"The two decks with the highest win rate in the tournament are built around abusing Faithless Looting, the card I have been saying is the most egregious offender in Modern. It's as if the data is supporting my claim…" - Craig Wescoe, April 2, 2018
"I used to be with it, but then they changed what 'it' was! Now what I'm with isn't 'it' . And what's 'it' seems weird and scary to me." -Abraham Simpson
"It," in this case, is traditional evaluation of the meaning and significance of card advantage in the context of current Modern. I, like many players, have some long-ingrained habits and heuristics surrounding what it means to gain an advantage in a game of Magic that are simply less true in Modern today than they've been in any historical format during my tenure with the game. This is unsettling, to say the least, but it offers the consolation of yet another example that demonstrates that within the infinite game of Magic: the Gathering, there are very, very few universal rules for gaining an edge. There is always more to learn, and the case study of Faithless Looting provides an excellent object lesson.
Part One: In Modern, mulliganning is less harmful now than it's ever been
Nut draws are the name of the game in this day and age. Whether it's Mox Opal, Tron, multiple Hollow Ones, Chalice of the Void, Blood Moon, G/W Hexproof, the dredge mechanic, or a host of other unfair or one-sided effects, Modern is a lot less about squeezing every drop of value out of your cards nowadays. Instead, we see decks trying to overwhelm opponents with incredible synergies or invalidate whole swaths of opponents' decks with unique, game-ending effects. It doesn't matter how many Fatal Pushes you have if your opponent leads with a Slippery Bogle. Thoughtseize looks silly against an army of Hollow Ones. Path to Exile is useless against turn-3 Karn Liberated.
What this means is, if your deck is even remotely capable of doing something broken, you probably should mulligan most marginal seven-card hands in the dark in an attempt to find a more broken six-card hand. Humans hands without a one-drop are generally mulligans (against an unknown opponent, mind you). Most Affinity hands with no Mox Opal, Springleaf Drum + zero-mana creature, or Cranial Plating are also generally mulligans in the dark. G/W Hexproof is the extreme example, where any seven-card hand without a hexproof creature is a certain mulligan, barring prior knowledge that the opponent has very little removal in their deck. You need to hit the battlefield hard and fast to succeed, and if the goal of your deck is to play less Magic (in the traditional sense), it's often worth it to cash in a card for a new chance to do something crazy. The full seven cards just aren't as important as they used to be.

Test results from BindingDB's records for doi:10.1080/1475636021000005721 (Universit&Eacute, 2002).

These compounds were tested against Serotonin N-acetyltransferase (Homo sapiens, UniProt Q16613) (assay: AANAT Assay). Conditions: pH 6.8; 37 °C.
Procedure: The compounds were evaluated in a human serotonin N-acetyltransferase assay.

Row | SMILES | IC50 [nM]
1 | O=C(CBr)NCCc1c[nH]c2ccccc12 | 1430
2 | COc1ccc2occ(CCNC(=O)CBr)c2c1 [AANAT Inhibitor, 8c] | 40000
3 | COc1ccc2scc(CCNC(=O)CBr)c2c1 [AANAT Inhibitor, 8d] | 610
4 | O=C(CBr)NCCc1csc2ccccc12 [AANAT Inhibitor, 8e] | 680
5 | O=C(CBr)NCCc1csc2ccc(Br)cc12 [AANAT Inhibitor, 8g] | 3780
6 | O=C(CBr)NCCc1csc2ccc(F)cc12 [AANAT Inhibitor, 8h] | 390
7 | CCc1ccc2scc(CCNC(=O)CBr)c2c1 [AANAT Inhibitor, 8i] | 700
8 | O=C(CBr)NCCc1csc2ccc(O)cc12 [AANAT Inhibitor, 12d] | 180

Of course, decks like Blue Moon, U/W Control, Jund, Mardu Pyromancer, and Death's Shadow exist to break up synergies, and hefty components of removal, discard, and/or countermagic can turn powerful opening hands into a random assortment of underpowered cardboard. In that case, a Dark Confidant, Tarmogoyf, Jace, the Mind Sculptor, Death's Shadow, Gurmag Angler, Bedlam Reveler, or Blood Moon can bat cleanup and close off the game for a hapless opponent. When opponents mulligan more proactively in an attempt to find the busted hands, Thoughtseize gets even better. Part of the reason I'm generally so enamored of Grixis Death's Shadow is that it's one of the only decks that can both execute a broken gameplan in its own right and disrupt an opponent into oblivion while winning with a random undercosted threat. When you pilot a mashup of Infect and Grixis Control, it means that it's a lot harder for an opponent to plan for whatever half of the deck decides to show up in a given game. But does that mean that, as a Shadow player, I should be mulliganning aggressively to find hands that provide broken starts? Is a quality opening hand of…